• Donate $1,100 for aFamily-to-Family Education Program , and you help 20 family members/friends/caregivers learn coping skills, communication techniques, and what to do when their loved one is in a crisis, along with other important information and resources during the 12 weekly sessions.
  • Donate $2,500-5,000 for a Training Program * for one of the education/support programs NAMI Arkansas offers and you allow us to expand the education/support programs and reach more family member/caregivers and individuals living with a mental illness. *(Family-to-Family Teacher Training, NAMI Basics Teacher Training, Family Support Group Facilitator Training, NAMI Connection Recovery Support Group Facilitator Training, and In Our Own Voice Presenter Training). 
ACT NOW TO HELP NAMI ARKANSAS 
 

 
Check out this story on Fox 16 about the danger inmates living with mental illness pose to a system ill equipt to deal with them and what can be done to keep everyone safe, 
NAMI Arkansas in the News

Check out these articles about Mental Illness and NAMI Arkansas!

THV Extra at 10: Treating mental illness
- "The diagnosis is affecting more than 100,000 people of all ages, races, genders of Arkansans. But the good news is it's treatable."

Living with mental illness a daily struggle
- link may be unavailable at this time "The leading cause of disability in Arkansas and in the U.S. has nothing to do with broken bodies. It affects more than 100,000 Arkansans and often strikes in the prime of life."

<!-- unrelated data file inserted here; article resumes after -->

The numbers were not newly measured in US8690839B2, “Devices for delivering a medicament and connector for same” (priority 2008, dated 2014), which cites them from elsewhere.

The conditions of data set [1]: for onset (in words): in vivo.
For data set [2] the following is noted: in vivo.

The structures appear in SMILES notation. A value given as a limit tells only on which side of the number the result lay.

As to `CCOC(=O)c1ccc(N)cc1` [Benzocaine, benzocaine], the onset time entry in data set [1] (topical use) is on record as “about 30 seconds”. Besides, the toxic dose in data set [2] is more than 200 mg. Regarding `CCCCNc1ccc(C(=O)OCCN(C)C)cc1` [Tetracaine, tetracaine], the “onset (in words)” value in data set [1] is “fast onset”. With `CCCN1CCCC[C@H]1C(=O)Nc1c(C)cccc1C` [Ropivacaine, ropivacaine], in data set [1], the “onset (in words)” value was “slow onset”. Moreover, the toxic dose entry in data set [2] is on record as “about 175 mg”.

Medicare News from the Department of Health & Human Services

This press release announces that Medicare prescription drug premiums will not increase, that more seniors are receiving free preventitive care, and has information about discounts in the donut hole.  http://www.hhs.gov/news/press/2011pres/08/20110804a.html


 
 
 

Check out this article about Executive Director Kim Arnold!

On May 15, the Arkansas Democrat Gazette Front and Center featured an article on our Executive Director, Kim Arnold! Spend a minute and get to know Kim and find out why she is involved with NAMI!   Full Text

 


State Mental Health Cuts: A National Crisis

Statement from Bonnie Leonhardt, President of NAMI Arkansas Board of Directors and Kim Arnold, Executive Director, NAMI Arkansas:

Arkansas experienced an increase in its mental health budget and review of the figures indicates the increase is due to the System of Care for Children.  We appreciate the efforts on the part of the Governor, the First Lady of Arkansas and the state legislators who helped make this funding a reality; however we must recognize that that this funding increase was not for adults.  Adults with mental illness need the same financial attention as do our children with mental illness.  We urge the state to see the need and increase the budget accordingly.

State Mental Health Cuts are a National Crisis; State-By-State Data Released

ARLINGTON, Va., March 9, 2011 /PRNewswire-USNewswire/ -- Two thirds of states have cut mental health care in the last three years—even though need has increased because of the nation's economic distress and troops returning home from war, according to a report released today by the National Alliance on Mental Illness (NAMI).

Seventeen states managed to increase mental health budgets during the same three years. For 10 of them, the increases totaled four percent or less.

"State mental health cuts are a national crisis," said NAMI Executive Director Michael J. Fitzpatrick.  "Some states are trying to hold the line or make progress, but most are cutting deep. This stands in contrast to the intense national concern about the mental health care system following the Arizona tragedy two months ago."

State Lists and Data